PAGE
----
Obviously, given the amount of keyboard pounding I am doing lately, I am excited about the way things are going. I could not have imagined being 33 years old and being able to run distances and times that I would have struggled with in college as a 23 year old. It truly is all about the miles.

Before I completely exhaust your patience, dear reader, I should describe the picture. I need to track down the reference for this...I have been following a recovery plan after these longer, steady efforts which involves drinking a Slim-Fast shake within thirty minutes of finishing the run, then one to two quarts of water and a decent size plate of pasta or other high carb food about two hours after the run. The article describes the concept fully, but in summary, it is supposed to improve your recovery dramatically. It has worked very well for me so far. I don't have the post run cramping anymore, and I have avoided DOMS (muscle soreness) completely. Drinking a lot of water and gatorade was what I had used before, but it was hit or miss. This seems to work consistently well. Good stuff.

Okay, I'm done now. If you stuck it out and read to the end, thank you, and enjoy the nap which you are surely ready for. Have a good Sunday!


Blogger Wayne

Eric - you were smoking! You should be on your way to a darn good marathon.

7/09/2006 04:21:00 PM  
Blogger Mike

Enough bragging tough guy!

Seriously though, it's so great to read this, especially after the difficulties you experienced after setting the world record for winter treadmill miles.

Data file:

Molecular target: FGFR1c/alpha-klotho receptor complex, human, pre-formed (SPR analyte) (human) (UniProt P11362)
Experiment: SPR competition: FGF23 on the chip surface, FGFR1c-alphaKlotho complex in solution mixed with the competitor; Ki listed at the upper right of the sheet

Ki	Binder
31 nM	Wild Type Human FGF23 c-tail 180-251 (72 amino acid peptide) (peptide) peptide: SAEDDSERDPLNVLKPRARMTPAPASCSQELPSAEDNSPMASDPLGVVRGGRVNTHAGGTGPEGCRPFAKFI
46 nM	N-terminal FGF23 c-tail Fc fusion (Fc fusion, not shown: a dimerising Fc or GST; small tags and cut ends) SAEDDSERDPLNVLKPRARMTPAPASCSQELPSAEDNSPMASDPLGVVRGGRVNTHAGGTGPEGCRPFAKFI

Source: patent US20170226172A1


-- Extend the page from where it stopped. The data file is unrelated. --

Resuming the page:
If this is where you're at without any real speedwork to speak of, I hope you will be very careful and choosy about how you start to add it. I think a little will go a long way, especially if you continue to follow this same arc of fitness as you add in more miles.

Also, I hope you resist the temptation to "race" yourself weekly on these long runs, seeing if you can get faster with each successive effort. The fitness is there, don't "pull on the roots" as Nobby would say.

7/09/2006 04:46:00 PM  
Blogger Love2Run

Nice looking snack! All it's missing is the bagel, peanut butter, yogurt and ice cream for dessert... Nice to see you back on track but I'd pay attention to the 'other' Mike ;-)

nap time...

7/09/2006 06:35:00 PM  
Blogger Eric

Thanks, guys. I suspect I will have a good debut if this keeps up.

I am pretty sure my 'speedwork' will consist of more of these long efforts, moderate and shorter distance tempo runs, and long intervals on the track. I was just talking with my wife tonight about 2k or 3k repeats at 5:15-5:20 pace. Something like that. Toward the end, I will probably do some 800 repeats to work on VO2. Don't really know yet. I have nine weeks until the taper starts, so we'll see what develops.

Good reminder about the racing. I have developed a fair amount of self control in my old age, so I'm not worried about racing myself. I can wait for October 1 to break two hours for twenty miles.

Yes, Canada Mike, that was just a snack. I've eaten a ridiculous amount of food today and loved every bite. Between food, drink, the Bislett Games, World Cup, Wimbledon, and the Tour de France, this has been an incredible day!

Monday awaits...

7/09/2006 07:15:00 PM